How The Sun Works

In this paper I want to describe how the sun works. I will also comment about its properties and how it affects us here on Earth with its radiation. Our Sun is a star and is the closest one to us by far. That gives us the opportunity to study it more closely than any other star.

How The Sun Works

I want to start out by saying that our Sun is our only source of heat. Without it, our planet Earth would freeze and us along with it. We would not survive. That is how important this star is to our survival. So what is a star? It is a sphere of extremely hot gas. Strong gravity is what helps the Sun hold its shape and keep all this gas in one place. In the center of the Sun are constant nuclear reactions that keep the engine turning.

Properties Of The Sun

The Sun is quite large by our standards. It's radius was measured to be almost 700,000 kilometers and diameter to be 1,400,000 km. This measurement was made by the SOHO spacecraft a few years ago. It also rotates just like us here. Rotation is different though according to the location on the Sun. It is faster at the equator than towards its poles. This is called differential rotation. Since its rotation is differential, we can infer that the Sun is not solid and is instead gaseous and fluid. Complete rotation takes about a month. The temperature is pretty hot at around an average 5800 kelvin.

The Suns's radiation reaches us here on Earth. Its energy is what gives us warmth and allows us to live. Different amounts reach here depending on the location. The equator gets more than our poles. That is because the equator faces the Sun more. Earth is tilted after all. The poles get very little radiation and is why they are so much colder.

Layout Of The Sun

The layout of our star has been quite organized by those studying it. It is divided into several regions. Those regions are the photosphere, chromosphere, transition zone, corona, convection zone, radiation zone and its central core. These zones all serve different functions. Studying them will explain how the Sun works and allow greater understanding of our universe.

The photosphere is what we see when looking toward the Sun. It is also where most of the light comes from. It takes 8 minutes for the Sun's light to reach us here on Earth and it constantly bombards us.

Brightness Of The Sun

We know that the Sun gives off a lot of radiation. How do we know that? Look at the light during the daytime. Light is the Sun's radiation. Most people do not think about that. We can measure this light as well. There is a solar constant which is the amount of light that hits a given spot of a certain size. At first we thought this was very constant. That is reported anyway. I do not believe it is that constant all the time and that it can vary a lot. When it gets very cold  or hotter than normal for a period of years, this is the Sun being variable. This has happened throughout recorded history and is most likely what is happening instead of global warming due to mankind. A lot of the Sun's light does not even reach us. Only a tiny fraction gets through to us. That is important to realize when you consider our hot days during the summer. Only a very tiny fraction comes through space and past our atmosphere.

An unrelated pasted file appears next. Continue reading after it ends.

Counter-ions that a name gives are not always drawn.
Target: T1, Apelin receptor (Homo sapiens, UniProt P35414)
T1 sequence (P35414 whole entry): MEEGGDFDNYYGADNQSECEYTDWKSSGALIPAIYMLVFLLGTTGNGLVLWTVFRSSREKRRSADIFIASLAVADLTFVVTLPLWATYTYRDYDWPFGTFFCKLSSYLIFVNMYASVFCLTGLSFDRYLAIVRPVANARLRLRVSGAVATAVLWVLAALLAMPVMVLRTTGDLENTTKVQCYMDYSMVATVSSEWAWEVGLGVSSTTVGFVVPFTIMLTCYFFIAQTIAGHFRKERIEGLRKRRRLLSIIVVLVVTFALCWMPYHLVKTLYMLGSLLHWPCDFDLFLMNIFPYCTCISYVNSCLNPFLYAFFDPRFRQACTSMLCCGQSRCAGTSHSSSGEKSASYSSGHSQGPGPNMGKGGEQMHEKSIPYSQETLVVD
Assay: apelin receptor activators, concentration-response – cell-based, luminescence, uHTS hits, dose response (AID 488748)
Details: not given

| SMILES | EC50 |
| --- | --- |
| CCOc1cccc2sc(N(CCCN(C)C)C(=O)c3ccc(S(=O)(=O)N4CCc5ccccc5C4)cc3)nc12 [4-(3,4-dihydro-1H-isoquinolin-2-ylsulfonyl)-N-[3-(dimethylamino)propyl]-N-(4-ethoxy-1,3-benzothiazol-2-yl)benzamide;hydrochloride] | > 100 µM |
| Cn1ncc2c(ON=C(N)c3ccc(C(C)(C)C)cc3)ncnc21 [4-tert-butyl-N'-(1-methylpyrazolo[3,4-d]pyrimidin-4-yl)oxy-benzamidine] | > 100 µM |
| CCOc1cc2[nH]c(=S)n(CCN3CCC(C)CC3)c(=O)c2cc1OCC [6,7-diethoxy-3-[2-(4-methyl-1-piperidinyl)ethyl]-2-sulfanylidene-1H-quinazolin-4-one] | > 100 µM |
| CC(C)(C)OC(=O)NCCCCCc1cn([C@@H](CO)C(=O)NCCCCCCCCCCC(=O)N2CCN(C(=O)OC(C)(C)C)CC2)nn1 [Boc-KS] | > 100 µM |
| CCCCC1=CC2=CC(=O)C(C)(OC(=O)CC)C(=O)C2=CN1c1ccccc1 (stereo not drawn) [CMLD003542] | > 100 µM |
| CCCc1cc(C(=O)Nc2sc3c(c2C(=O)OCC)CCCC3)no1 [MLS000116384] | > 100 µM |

Standard Solar Model

Since we are not able to directly observe the interior of the Sun we have to make assumptions based off of things we do know. Putting all these assumptions together is called a model. So we have an information model of the Sun that we work from. It comes from a little direct observation and various laws of the universe that are already in place and accepted. Specifically these are the laws of energy, momentum, and mass. Now when physicists put all these things together they are assuming the Sun is a perfect sphere and radiates energy outwardly in an even fashion. The reason this is done is that is because non-uniformity increases the complexity of these problems immensely. Most actually think this is still pretty accurate as well.

Hydrostatic Equilibrium

As we talk about how the Sun works it is important to know about its hydrostatic equilibrium. What this means is that its pressure and gravitational forces are close to equal most of the time. This is actually one of the reasons we assume that its energy output is fairly equal in all directions. Most stars will also stay in equilibrium too. The reason for this is that these forces self-regulate. If one force gets increased by an external factor it can usually balance itself out. This is also one of the reasons why stars and objects like them can be so long-lasting.

Energy Transport Inside The Sun

Since the Sun is so hot near its core, collisions between particles happen continually. These collisions carry energy. Now we know that the temperature drops the further from the core that you get. This is important because electrons will stay with their atoms easier. Electrons carry energy in their excited states. You may see a problem by now. How does energy move to the surface and beyond then? The way it moves is by convection. This is how energy escapes the Sun and is very important as to how the Sun works.

Granulated Cells

When looking at pictures of the Sun's surface you will see many granulated regions. These are huge areas of intense heat. The granulated regions appear to be different colors. Color is mostly dependent on the temperature of individual cells.

Spectral Lines Of The Sun

Spectral lines appear when electrons change states. When doing tests we can use these lines to see the composition of what we are studying. Spectral lines of the Sun can tell us the elements that constitute it. However, these lines also give evidence that the temperature of the Sun decreases as you get away from the photosphere.